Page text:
SEPARATION. It’s a difficult word. One fraught with emotion and consequences and challenges. Never have I felt such depth of separation as during these months of living during a global pandemic.
Separation from friends and family. Separation from places and routines and all that defines a sense of normalcy.
Yet, despite the loss I feel in separation, it is far worse for our seniors, for those like my mom and my father-in-law, both living in long-term care centers. Mom lives in a small facility in a small southwestern Minnesota town. My husband’s dad lives in a large facility in one of our state’s bigger central Minnesota cities. That care center has had cases of COVID among residents and staff.
Yet, they both have faced the same issues—confinement to their rooms, isolation, lack of physical contact with family… Some of that has changed now as these homes are opening up more to in-house activities and outside supervised visits with family and friends. That takes the edge off. Yet, for too many, the long-term effects of cognitive and physical decline linger.
I’m not criticizing the decisions made. In Minnesota, most COVID-19 deaths have occurred in long-term congregate care settings. Every effort needs to be taken to protect this especially vulnerable population. There’s still no physical contact allowed, and rightly so. Staff are doing their best to provide compassionate and loving care.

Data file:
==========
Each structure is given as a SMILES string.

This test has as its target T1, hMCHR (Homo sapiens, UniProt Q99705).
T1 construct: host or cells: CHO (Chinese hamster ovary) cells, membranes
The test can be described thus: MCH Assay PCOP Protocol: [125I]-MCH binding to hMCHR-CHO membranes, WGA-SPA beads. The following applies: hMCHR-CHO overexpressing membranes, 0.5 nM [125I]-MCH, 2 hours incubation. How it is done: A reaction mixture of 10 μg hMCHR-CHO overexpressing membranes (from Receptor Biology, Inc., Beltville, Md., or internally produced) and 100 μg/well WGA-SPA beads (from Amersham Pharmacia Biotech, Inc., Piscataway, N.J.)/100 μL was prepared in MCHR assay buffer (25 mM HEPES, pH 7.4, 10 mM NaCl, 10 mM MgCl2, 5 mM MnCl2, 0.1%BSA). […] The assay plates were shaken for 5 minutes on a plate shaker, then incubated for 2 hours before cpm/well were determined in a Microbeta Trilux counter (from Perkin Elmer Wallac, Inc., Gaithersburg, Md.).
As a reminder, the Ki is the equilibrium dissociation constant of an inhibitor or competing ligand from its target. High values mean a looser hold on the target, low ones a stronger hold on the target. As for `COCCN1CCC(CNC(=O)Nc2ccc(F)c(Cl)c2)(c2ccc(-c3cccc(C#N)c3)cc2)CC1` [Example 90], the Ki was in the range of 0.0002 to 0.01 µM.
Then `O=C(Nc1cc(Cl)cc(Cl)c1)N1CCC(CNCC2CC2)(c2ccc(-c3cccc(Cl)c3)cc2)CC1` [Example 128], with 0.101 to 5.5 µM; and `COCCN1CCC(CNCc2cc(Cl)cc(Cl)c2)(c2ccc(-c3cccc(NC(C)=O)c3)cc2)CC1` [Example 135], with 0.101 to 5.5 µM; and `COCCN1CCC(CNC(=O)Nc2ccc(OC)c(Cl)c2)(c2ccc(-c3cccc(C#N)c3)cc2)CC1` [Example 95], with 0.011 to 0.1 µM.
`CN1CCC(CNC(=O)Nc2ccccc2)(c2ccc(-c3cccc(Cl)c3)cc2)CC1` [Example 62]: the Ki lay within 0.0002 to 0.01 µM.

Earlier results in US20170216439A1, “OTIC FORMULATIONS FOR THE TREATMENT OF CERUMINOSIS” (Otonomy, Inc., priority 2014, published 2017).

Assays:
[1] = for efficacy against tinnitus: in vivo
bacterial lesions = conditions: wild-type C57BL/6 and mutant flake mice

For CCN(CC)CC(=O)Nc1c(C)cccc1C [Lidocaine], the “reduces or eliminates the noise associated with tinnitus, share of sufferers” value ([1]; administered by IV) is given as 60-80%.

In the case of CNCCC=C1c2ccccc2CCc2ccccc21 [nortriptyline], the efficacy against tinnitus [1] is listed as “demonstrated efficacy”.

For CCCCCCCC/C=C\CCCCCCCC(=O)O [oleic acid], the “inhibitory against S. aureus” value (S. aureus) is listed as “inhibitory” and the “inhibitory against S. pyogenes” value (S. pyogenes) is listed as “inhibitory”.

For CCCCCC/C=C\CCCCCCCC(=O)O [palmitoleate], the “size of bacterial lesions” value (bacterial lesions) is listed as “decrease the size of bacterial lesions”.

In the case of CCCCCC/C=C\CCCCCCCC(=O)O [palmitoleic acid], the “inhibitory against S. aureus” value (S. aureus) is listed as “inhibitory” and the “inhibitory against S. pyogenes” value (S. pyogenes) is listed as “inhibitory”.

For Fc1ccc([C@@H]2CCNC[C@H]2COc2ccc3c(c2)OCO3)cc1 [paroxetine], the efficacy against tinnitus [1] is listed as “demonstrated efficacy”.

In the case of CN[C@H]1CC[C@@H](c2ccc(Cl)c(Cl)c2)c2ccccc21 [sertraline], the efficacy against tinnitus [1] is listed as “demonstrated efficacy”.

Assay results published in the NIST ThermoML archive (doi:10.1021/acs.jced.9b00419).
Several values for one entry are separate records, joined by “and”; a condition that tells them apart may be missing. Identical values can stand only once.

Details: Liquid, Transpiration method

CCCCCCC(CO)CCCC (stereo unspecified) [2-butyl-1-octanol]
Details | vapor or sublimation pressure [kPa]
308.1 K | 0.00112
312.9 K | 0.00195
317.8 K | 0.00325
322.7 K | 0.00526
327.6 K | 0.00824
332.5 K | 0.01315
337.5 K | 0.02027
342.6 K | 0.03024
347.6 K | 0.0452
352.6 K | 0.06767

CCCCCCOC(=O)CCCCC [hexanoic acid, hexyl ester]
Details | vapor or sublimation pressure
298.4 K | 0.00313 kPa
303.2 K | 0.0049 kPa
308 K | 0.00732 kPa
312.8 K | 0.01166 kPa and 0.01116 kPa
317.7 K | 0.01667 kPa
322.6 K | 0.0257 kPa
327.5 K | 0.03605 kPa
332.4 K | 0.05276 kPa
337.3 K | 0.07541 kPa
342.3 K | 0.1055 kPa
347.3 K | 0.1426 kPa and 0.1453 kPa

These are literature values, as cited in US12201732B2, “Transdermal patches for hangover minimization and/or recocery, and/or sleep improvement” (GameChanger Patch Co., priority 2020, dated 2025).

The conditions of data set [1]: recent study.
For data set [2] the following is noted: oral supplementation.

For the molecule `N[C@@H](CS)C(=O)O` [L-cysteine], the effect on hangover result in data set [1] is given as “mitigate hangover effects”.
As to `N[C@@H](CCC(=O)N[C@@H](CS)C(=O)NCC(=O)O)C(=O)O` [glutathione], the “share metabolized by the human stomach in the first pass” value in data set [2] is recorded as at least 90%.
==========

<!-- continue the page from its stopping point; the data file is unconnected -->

I last visited my mom, through glass, in late June. If you missed that post, you can read about that experience by clicking here.
But prior to that visit, I wrote another post, this one for Warner Press, an Indiana-based Christian publishing company. I lead Warner’s blogging ministry. That post, “Dealing with Separation during COVID-19,” published today. I’d encourage you to click here and read that story. And then, if you’re so inclined, leave a comment on that post or on the Warner Facebook page. I expect this post will resonate with many of you. Feel free to share the post with others also.
If you’re dealing with separation from a loved one, especially an aging parent, I understand your hurt. Your grief. Your pain. None of this is easy. Not for us. But, especially, for them.
© Copyright 2020 Audrey Kletscher Helbling
Disclaimer: I am paid for my work as the Warner Press blog coordinator.